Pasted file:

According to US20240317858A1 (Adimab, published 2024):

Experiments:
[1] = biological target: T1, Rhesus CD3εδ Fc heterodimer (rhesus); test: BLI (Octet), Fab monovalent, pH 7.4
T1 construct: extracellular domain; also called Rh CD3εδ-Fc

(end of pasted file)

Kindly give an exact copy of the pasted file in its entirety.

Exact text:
According to US20240317858A1 (Adimab, published 2024):

Experiments:
[1] = biological target: T1, Rhesus CD3εδ Fc heterodimer (rhesus); test: BLI (Octet), Fab monovalent, pH 7.4
T1 construct: extracellular domain; also called Rh CD3εδ-Fc